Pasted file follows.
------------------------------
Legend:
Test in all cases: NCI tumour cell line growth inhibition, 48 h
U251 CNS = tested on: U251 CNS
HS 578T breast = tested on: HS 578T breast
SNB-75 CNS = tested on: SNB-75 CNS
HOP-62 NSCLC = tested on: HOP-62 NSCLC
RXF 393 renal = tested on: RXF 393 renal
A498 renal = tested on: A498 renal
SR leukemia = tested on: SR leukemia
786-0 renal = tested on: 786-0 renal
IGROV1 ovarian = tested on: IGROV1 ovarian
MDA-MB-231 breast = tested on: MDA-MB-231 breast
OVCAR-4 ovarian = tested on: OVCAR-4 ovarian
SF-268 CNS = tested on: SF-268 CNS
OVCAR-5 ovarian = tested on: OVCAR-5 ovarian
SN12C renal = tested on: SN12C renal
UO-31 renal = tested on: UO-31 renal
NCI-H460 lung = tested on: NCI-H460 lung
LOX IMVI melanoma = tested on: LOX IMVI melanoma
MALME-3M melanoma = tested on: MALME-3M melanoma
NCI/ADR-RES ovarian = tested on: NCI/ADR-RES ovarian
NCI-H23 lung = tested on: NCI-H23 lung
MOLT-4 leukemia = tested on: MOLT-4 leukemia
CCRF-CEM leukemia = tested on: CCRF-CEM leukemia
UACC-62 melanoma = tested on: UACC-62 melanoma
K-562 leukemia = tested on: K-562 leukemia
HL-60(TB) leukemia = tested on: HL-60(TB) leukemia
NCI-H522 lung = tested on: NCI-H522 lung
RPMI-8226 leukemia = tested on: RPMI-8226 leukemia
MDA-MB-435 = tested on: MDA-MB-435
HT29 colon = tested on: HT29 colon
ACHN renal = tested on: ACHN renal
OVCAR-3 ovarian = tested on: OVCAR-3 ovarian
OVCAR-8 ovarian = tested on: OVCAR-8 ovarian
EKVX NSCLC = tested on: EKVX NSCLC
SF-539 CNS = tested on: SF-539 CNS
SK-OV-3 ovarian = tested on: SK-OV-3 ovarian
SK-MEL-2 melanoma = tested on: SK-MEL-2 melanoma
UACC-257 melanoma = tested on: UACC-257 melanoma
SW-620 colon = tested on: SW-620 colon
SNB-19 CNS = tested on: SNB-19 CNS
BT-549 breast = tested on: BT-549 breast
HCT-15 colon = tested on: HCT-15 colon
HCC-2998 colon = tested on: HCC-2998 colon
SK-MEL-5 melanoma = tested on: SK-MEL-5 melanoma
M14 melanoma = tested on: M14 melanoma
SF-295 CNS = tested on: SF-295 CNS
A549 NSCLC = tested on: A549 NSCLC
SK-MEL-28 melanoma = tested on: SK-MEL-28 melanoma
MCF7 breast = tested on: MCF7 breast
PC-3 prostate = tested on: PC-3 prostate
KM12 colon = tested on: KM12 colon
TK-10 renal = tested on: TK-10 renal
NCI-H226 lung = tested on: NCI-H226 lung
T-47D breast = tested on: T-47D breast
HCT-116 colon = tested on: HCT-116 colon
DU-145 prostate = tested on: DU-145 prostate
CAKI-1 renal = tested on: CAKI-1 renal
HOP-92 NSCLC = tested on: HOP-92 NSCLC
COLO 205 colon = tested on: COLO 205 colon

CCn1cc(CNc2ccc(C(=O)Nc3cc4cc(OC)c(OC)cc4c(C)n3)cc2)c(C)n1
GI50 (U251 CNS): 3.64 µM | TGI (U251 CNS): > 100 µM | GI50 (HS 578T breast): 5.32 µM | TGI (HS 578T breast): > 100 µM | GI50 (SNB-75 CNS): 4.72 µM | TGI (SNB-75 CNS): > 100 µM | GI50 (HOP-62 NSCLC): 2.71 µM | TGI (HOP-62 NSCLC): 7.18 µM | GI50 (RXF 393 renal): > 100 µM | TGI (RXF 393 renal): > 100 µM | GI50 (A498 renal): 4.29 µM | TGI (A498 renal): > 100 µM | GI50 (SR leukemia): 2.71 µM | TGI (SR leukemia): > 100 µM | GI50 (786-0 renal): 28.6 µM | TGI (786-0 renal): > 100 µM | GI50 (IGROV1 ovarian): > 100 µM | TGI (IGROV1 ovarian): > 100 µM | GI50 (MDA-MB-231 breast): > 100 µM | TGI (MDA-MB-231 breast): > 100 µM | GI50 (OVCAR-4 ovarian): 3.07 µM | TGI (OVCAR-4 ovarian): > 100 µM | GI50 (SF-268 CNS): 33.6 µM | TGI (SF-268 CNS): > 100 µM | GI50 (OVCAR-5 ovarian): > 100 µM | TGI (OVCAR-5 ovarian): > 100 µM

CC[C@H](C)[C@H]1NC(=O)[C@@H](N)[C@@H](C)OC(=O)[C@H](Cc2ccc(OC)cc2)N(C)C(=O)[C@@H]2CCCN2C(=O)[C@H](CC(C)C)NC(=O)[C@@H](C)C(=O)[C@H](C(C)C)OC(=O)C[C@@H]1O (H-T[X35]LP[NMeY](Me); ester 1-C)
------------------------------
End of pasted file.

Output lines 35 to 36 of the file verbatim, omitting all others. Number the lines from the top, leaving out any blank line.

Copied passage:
EKVX NSCLC = tested on: EKVX NSCLC
SF-539 CNS = tested on: SF-539 CNS